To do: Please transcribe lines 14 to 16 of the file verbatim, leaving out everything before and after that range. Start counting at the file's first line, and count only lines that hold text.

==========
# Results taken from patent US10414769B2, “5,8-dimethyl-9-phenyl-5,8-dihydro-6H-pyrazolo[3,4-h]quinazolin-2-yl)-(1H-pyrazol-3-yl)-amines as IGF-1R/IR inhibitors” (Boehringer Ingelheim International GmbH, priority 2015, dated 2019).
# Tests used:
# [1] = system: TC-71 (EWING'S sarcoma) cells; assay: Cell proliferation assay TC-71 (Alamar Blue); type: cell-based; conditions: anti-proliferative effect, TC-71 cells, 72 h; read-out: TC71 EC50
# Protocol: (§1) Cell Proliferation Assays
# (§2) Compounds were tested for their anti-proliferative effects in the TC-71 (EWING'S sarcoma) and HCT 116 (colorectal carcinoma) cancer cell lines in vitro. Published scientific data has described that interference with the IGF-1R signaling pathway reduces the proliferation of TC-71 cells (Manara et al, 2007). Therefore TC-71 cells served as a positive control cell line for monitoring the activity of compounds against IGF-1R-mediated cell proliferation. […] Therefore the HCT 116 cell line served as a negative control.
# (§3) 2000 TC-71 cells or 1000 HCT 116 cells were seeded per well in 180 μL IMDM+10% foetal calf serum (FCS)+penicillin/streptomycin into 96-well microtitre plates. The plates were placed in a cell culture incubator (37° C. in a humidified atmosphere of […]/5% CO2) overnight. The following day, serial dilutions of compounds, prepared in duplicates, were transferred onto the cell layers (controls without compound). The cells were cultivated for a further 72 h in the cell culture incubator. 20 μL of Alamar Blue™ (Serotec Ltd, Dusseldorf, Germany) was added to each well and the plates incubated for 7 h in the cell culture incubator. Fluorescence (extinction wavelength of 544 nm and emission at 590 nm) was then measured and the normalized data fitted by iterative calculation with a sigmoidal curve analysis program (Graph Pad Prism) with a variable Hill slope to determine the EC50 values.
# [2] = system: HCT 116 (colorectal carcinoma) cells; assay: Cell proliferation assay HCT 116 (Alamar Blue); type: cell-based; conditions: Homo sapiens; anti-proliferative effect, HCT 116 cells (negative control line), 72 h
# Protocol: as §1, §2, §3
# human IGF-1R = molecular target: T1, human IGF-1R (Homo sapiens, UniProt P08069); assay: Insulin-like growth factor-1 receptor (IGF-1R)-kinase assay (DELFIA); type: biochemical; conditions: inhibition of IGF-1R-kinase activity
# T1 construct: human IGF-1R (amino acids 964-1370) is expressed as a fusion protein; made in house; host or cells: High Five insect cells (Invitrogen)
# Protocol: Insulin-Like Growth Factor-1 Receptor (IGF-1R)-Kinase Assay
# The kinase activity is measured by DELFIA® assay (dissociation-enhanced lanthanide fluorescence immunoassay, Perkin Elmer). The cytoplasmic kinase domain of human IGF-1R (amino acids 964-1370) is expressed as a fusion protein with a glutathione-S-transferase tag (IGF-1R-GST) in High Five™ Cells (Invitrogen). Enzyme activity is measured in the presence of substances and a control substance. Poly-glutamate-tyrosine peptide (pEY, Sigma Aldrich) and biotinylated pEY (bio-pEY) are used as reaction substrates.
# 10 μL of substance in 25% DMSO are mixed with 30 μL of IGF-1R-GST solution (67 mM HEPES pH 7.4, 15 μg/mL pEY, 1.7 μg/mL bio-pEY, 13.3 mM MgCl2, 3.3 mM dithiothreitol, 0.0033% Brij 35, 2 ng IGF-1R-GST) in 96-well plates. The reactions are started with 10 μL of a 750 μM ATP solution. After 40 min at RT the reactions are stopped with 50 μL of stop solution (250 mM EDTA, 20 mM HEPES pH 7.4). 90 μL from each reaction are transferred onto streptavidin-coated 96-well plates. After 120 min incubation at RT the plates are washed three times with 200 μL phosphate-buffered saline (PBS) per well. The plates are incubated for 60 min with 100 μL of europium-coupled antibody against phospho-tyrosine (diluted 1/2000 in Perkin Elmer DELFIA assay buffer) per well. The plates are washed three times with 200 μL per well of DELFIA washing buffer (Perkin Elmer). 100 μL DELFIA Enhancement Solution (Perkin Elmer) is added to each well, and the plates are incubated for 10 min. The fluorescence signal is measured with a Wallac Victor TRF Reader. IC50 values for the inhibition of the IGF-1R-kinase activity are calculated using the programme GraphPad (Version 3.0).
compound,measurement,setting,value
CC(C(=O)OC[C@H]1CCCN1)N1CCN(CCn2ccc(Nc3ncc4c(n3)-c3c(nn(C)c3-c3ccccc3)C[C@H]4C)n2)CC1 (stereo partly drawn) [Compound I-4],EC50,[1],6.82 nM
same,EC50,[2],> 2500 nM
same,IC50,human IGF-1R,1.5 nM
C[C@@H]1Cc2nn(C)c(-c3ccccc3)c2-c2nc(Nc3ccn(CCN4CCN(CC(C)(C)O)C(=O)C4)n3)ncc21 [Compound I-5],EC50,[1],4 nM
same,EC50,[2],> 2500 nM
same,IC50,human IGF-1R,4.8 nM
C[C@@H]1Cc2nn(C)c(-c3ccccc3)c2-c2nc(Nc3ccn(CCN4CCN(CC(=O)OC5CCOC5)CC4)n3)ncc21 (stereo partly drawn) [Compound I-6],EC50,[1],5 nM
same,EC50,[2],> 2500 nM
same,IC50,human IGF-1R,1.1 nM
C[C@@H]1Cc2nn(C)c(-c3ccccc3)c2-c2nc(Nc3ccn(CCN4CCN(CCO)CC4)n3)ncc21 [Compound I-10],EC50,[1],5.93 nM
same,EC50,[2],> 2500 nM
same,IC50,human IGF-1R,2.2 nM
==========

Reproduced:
compound,measurement,setting,value
CC(C(=O)OC[C@H]1CCCN1)N1CCN(CCn2ccc(Nc3ncc4c(n3)-c3c(nn(C)c3-c3ccccc3)C[C@H]4C)n2)CC1 (stereo partly drawn) [Compound I-4],EC50,[1],6.82 nM
same,EC50,[2],> 2500 nM